16. The method of claim 5 in which the chroma enhancing amount is that which increases the chroma value relative to the value for the uncoated iron oxide-coated pigment by at least 5%.
17. The method of claim 5 in which the chroma enhancing amount is that which increases the chroma value relative to the value for the uncoated iron oxide-coated pigment by at least 10%.
18. The method of claim 17 wherein the colorless oxide is titanium dioxide and the chroma enhancing amount is in the range of 13 to 25 weight % based on the weight of the pigment.
Description
BACKGROUND OF THE INVENTION

Many pearlescent or nacreous pigments are based on micaceous or other lamellar substrates which have been coated with a metal oxide layer. As a result of reflection and refraction of light, these pigments exhibit pearl-like luster and depending on the thickness of the metal oxide layer, they can also exhibit interference color effects. A good description of this type of pigment can be found in U.S. Pat. Nos. 3,087,828 and 3,087,829.

The pearlescent pigments encountered most often on a commercial basis are titanium dioxide coated mica and iron oxide coated mica pearlescent pigments. Both types are well known in the art. It is also well known that the metal oxide layer may frequently be overcoated.

In U.S. Pat. No. 3,087,828, there is a description of depositing an Fe2 O3 layer onto a TiO2 layer. In U.S. Pat. No. 3,711,308, a pigment is described in which there is a mixed layer of titanium and iron oxides on the mica and that is overcoated with titanium dioxide and/or zirconium dioxide. U.S. Pat. No. 3,874,890 describes pigments coated with TiO2 or ZrO2 being overcoated with iron (II) hydroxide which is thereafter oxidized to Fe2 O3. U.S. Pat. No. 4,146,403 describes an iron oxide-coated mica pigment with a very thin layer of TiO2 or Al2 O3 and U.S. Pat. No. 4,086,100 describes rutile TiO2 -coated mica with an additional top layer composed of coloring metal oxides including, inter alia, Fe2 O3.

It has now been discovered that when an iron oxide-coated mica pigment is overcoated with a colorless metal oxide having a refractive index of at least about 2.0, an intense coloring effect is achieved when the coating amount falls within certain ranges. If the metal oxide has a lower refractive index or if it has the correct refractive index but is present in an incorrect amount or if the layers are inverted, the intense coloring effect is not realized.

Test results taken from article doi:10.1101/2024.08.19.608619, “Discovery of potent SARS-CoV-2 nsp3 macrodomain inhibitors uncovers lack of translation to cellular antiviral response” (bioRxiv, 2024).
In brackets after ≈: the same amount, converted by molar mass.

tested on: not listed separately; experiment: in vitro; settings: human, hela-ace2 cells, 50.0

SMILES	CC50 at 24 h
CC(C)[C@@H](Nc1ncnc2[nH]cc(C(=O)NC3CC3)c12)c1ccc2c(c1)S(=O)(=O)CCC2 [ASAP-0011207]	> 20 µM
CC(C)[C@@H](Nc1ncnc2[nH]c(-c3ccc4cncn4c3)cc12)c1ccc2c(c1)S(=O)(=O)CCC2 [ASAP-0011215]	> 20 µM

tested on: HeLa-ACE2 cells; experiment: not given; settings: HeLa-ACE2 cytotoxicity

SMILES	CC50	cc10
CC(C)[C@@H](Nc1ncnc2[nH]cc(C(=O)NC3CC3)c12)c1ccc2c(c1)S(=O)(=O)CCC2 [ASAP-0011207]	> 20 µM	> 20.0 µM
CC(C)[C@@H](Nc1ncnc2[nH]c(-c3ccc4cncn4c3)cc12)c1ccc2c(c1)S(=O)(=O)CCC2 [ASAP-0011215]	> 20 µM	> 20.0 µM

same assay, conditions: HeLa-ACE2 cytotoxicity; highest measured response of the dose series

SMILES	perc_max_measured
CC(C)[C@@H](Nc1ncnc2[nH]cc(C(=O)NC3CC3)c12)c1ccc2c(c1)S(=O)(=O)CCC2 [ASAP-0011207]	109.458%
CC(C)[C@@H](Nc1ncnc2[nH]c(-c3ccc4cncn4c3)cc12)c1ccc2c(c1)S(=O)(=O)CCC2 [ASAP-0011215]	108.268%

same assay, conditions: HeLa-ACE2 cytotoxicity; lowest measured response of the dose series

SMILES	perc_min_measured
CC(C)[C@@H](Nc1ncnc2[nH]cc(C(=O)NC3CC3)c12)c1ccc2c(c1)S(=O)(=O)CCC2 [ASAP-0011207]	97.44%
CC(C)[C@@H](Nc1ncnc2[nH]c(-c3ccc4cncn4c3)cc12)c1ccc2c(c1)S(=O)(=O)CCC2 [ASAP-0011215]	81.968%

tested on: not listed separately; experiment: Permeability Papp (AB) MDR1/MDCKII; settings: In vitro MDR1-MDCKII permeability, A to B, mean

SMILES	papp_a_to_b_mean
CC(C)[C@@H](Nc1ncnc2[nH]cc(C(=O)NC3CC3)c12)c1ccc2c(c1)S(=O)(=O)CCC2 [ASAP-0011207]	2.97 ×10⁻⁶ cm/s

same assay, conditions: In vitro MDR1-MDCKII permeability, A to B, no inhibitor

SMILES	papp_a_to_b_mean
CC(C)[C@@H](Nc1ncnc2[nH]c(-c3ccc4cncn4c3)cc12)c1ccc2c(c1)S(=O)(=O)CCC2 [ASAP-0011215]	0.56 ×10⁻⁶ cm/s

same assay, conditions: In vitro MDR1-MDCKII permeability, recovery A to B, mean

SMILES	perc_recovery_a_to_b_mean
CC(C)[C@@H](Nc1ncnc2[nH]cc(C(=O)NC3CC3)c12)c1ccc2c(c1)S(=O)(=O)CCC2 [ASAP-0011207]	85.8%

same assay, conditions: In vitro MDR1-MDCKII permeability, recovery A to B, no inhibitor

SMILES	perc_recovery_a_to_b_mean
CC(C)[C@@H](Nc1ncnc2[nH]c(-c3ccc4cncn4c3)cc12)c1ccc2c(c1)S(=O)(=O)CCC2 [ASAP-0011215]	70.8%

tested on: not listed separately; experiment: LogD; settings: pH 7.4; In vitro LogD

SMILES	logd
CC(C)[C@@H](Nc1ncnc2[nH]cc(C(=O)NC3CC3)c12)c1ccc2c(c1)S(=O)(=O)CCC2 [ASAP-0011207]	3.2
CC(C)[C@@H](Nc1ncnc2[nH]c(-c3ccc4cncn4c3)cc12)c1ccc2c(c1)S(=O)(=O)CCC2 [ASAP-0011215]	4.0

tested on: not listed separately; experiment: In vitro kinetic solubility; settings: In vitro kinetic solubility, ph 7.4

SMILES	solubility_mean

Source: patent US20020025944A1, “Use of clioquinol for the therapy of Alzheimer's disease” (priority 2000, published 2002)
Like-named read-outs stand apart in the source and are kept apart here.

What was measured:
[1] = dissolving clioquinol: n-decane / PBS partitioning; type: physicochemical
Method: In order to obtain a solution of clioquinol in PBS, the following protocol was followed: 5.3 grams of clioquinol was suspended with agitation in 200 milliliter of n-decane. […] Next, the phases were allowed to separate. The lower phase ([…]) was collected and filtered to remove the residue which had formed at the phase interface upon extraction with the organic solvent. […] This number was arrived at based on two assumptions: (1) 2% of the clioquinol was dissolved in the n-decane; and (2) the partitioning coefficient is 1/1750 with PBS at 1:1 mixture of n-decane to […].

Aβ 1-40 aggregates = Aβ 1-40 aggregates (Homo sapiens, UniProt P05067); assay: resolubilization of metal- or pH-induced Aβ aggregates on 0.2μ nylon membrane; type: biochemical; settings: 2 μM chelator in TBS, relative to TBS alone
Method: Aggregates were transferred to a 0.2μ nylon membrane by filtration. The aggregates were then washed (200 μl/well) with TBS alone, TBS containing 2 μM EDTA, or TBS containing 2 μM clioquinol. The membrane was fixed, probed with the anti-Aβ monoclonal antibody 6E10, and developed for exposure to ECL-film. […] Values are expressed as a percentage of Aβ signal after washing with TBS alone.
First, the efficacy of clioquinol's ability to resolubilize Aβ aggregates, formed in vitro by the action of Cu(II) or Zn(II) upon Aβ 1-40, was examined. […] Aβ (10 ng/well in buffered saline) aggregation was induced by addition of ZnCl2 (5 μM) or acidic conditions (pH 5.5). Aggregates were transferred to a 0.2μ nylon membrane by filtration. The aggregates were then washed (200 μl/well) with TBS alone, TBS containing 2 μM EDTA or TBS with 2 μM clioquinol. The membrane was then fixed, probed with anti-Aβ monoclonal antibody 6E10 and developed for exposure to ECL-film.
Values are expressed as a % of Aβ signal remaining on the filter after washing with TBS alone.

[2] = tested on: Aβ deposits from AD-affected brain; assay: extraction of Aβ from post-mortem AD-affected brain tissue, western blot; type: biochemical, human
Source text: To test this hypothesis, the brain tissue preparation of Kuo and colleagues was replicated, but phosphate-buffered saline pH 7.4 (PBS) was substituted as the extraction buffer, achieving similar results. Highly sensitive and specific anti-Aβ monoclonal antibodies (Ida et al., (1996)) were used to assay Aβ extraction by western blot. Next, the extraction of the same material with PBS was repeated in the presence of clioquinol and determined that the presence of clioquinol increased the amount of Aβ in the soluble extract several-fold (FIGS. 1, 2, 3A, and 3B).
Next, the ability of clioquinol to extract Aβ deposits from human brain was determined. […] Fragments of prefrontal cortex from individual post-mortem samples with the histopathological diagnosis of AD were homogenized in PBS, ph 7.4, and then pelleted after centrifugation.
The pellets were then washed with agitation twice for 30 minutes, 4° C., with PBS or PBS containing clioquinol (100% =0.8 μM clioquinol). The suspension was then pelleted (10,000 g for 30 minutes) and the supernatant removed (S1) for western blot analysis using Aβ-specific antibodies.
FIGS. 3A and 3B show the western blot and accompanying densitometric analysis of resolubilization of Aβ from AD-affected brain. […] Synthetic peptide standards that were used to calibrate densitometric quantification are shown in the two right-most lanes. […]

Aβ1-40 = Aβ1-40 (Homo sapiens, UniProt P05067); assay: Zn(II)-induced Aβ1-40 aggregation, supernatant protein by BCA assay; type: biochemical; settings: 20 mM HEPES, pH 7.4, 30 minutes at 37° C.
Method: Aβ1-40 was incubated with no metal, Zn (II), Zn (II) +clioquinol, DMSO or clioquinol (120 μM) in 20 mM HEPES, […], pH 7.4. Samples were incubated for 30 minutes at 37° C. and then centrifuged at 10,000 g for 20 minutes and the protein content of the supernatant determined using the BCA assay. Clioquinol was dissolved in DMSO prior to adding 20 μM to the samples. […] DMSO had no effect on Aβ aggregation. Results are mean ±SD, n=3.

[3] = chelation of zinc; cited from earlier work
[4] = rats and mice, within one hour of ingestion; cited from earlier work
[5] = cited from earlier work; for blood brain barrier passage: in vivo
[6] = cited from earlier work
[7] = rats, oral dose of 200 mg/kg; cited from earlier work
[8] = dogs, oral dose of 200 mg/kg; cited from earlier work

It is accordingly the object of this invention to provide new intensely colored pearlescent pigments. This and other objects of the invention will become apparent to those skilled in this art from the following detailed description.

SUMMARY OF THE INVENTION

This invention relates to intensely colored pearlescent pigments and more particularly to intensely colored iron oxide-coated micaceous pearlescent pigments which have thereon a chroma enhancing amount of a coating of a colorless metal oxide having a refractive index of at least about 2.0.

DETAILED DESCRIPTION OF THE INVENTION

In accordance with the present invention, intensely colored pearlescent pigments are obtained by coating an iron oxide coated-mica pearlescent pigment with a chroma enhancing amount of a colorless metal oxide having a refractive index of at least about 2.0. The iron oxide coated-mica pearlescent pigments are well known in the art. They are generally formed by depositing a hydrous iron compound on a mica substrate followed by hydrolysis and calcining to produce the iron oxide-coated mica pigment. Any of the iron oxide-coated mica pigments known heretofore can be used in the present invention.